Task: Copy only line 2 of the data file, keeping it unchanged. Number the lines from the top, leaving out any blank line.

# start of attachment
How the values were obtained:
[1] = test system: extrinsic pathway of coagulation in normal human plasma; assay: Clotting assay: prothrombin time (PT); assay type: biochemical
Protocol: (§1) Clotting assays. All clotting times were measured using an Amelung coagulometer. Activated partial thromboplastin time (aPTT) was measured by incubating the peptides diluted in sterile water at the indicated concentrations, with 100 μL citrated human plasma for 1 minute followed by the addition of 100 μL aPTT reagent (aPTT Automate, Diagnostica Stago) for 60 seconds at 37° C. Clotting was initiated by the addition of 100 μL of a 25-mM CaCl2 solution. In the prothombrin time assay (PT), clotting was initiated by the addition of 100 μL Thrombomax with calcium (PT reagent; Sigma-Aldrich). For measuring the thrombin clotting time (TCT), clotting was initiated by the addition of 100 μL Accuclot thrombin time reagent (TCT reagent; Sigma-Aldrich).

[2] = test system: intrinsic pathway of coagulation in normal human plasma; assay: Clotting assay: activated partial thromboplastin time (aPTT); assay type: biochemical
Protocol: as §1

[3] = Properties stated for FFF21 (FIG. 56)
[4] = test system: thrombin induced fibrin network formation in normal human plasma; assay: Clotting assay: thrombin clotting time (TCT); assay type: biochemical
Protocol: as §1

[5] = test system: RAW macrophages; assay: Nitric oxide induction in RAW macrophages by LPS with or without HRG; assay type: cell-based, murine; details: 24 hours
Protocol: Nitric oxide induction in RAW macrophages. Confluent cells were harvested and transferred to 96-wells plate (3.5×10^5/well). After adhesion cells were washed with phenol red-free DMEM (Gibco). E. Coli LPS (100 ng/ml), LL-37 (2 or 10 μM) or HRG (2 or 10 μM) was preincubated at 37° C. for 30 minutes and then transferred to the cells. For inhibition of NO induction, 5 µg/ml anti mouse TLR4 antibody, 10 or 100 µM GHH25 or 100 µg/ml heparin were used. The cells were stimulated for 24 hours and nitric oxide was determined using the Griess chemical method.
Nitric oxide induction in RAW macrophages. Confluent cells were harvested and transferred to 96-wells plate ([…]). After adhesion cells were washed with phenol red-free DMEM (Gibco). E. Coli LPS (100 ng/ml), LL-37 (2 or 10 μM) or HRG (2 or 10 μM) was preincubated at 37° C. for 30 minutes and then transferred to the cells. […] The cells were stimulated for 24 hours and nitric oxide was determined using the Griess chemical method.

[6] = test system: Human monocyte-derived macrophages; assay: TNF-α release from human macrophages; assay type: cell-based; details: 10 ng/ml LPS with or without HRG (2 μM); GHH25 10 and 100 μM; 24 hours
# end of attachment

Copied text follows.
[1] = test system: extrinsic pathway of coagulation in normal human plasma; assay: Clotting assay: prothrombin time (PT); assay type: biochemical